Stabbed policeman 'sacrificed his life to save public'

Stabbed British policeman Michael Swindells sacrificed his life to save passers-by from a maniac knifeman, his Chief Constable said today.

Stabbed British policeman Michael Swindells sacrificed his life to save passers-by from a maniac knifeman, his Chief Constable said today.

Despite being unarmed and unprotected, Detective Constable Swindells gave little thought for his own safety as he chased the suspect on foot in Birmingham.

The 44-year-old married father of one child died after being stabbed once in the abdomen.

Today, Chief Constable Paul Scott-Lee insisted that Det Con Swindells “did the right thing” despite not wearing an anti-stab vest, which are standard issue among all frontline uniformed officers.

Meanwhile, other colleagues said they were not surprised at his actions because of his professionalism.

Mr Scott-Lee said: “Let me make it clear: there was a man who was running through the streets of Birmingham having already threatened in a very aggressive way members of the public.

“The first duty of the police and police officers is to preserve the life of the public and I think it is fair to say that on this occasion, he did that.”

He said the safety of officers was reviewed on an “almost daily basis” and would be examined again in the wake of the tragedy to see “whether or not we need to change our approach.”

The police chief said both colleagues and the community remained “numb” over the death of the former Royal Engineers lance corporal, who was originally from Hyde, Greater Manchester.

“The events of yesterday highlighted the dangers that police officers put themselves in on a daily basis to protect members of the public,” Mr Scott-Lee added.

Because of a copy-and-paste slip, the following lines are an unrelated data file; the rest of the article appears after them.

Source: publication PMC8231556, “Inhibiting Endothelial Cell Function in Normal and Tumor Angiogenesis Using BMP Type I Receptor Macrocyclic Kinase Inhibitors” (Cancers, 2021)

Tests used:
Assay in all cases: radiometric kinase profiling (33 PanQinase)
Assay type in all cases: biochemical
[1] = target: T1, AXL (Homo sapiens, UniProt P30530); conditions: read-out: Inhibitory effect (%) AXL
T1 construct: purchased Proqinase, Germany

Mr Scott-Lee spoke as Mr Swindells’ widow, Carol, and their 19-year-old daughter, Kelly, tried to come to terms with their loss.

A 48-year-old man was subsequently arrested after West Midlands Police marksmen shot him with baton rounds.

He was being questioned today on suspicion of murder, with officers later due to review his 24-hour custody time limit.

Tributes to the dead officer have poured into the force, including one from British Home Secretary David Blunkett and Home Office Minister Hazel Blears.

The tragedy unfolded yesterday morning when two uniformed officers wearing body armour were sent from Mr Swindells’ base at Queens Road station to an address in the Nechells area of the city in response to two separate calls from the public reporting that a man was on the loose wielding a knife.

As the two officers attempted to speak to the occupants, they were approached by a man in the street carrying a bag, whose behaviour concerned the officers and they challenged him.

A lengthy chase ensued which led to other officers – including Mr Swindells - responding to the “escalating” situation.

Mr Swindells pursued the knifeman along a narrow path where he was stabbed once in the abdomen.

Colleagues rushed to his aid as others continued the chase and an armed response unit brought the suspect down.

Police have declined to discuss the exact location of the events, but today a run-down semi-detached house in Long Acre, Nechells, remained sealed off along with a small recreation area on the corner of the road’s junction with Eliot Street.

Police also stood guard near a section of canal towpath a few hundred yards away, near Spaghetti Junction on the M6.

Det Chief Supt Tom Duffin, Mr Swindells’ commanding officer, paid his own tribute, telling reporters: “His colleagues were not surprised that he responded to this incident in the way he did.

“It was in keeping with his professionalism.”

Mr Duffin described the Manchester United fan, known as Mick, as a “warm, charismatic, hardworking and highly professional officer” who “spoke his mind.”

According to the Army, the detective who joined the force in 1990 – was valued as a calming influence on junior officers, setting an example to them and peers with his high standards.

Referring to Aston Villa’s ground, which lies a short distance from Queens Road, Mr Duffin said: “He worked in an office less than a quarter of a mile from another Premiership club which sometimes brought a bit of amusement to officers.”

Mr Duffin revealed that on Mr Swindells’ application form to join the force he was asked why he wanted to become a policeman and wrote: “To uphold the country’s law and play my part in making this country safe for everyone.”

Detectives are continuing to appeal for witnesses to the stabbing.

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